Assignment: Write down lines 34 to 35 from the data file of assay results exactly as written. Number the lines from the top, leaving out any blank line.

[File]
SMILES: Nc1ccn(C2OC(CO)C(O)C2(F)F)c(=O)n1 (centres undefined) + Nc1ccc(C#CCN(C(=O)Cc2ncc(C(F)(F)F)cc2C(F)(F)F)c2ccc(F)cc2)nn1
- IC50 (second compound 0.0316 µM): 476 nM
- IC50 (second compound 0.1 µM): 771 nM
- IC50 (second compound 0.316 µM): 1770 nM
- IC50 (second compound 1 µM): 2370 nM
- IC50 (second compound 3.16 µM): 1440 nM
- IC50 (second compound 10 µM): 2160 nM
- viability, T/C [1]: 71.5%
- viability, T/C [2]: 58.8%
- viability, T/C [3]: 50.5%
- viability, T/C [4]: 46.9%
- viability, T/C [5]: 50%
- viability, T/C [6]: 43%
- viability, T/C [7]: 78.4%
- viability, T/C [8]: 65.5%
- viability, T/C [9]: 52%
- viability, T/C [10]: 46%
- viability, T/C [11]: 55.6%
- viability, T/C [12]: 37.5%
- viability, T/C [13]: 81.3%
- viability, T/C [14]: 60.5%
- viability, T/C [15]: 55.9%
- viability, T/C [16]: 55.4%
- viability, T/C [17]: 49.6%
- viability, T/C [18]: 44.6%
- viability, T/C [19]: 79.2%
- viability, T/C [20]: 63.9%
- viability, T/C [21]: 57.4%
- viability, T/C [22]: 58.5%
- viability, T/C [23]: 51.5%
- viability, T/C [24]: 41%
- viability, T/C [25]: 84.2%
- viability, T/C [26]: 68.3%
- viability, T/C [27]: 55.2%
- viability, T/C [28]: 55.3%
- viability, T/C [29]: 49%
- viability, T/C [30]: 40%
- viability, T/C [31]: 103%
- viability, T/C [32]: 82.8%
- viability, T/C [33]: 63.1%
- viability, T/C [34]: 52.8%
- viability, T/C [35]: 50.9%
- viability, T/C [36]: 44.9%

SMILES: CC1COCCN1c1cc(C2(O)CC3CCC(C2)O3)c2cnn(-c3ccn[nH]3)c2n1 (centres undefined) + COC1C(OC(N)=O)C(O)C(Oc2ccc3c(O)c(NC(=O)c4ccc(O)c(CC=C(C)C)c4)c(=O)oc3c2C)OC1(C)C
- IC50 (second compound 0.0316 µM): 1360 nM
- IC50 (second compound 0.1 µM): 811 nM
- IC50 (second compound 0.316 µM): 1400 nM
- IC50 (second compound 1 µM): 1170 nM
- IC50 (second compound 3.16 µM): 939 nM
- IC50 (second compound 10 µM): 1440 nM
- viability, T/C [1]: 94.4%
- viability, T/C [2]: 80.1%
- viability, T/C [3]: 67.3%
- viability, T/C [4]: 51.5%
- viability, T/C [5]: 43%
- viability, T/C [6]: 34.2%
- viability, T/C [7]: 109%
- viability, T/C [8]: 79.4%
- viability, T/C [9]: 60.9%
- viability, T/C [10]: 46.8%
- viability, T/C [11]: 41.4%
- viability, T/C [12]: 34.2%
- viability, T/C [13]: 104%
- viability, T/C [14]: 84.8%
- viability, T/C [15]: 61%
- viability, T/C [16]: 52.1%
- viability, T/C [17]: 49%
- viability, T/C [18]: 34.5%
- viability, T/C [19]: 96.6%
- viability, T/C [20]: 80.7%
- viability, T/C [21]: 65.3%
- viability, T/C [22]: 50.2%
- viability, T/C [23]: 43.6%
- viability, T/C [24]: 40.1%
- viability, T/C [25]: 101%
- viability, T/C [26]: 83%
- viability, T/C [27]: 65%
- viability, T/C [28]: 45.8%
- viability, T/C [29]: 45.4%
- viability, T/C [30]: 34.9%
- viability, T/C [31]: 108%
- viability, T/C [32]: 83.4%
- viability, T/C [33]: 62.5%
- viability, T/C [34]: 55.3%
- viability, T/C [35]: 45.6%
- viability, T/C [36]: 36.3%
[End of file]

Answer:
- viability, T/C [27]: 55.2%
- viability, T/C [28]: 55.3%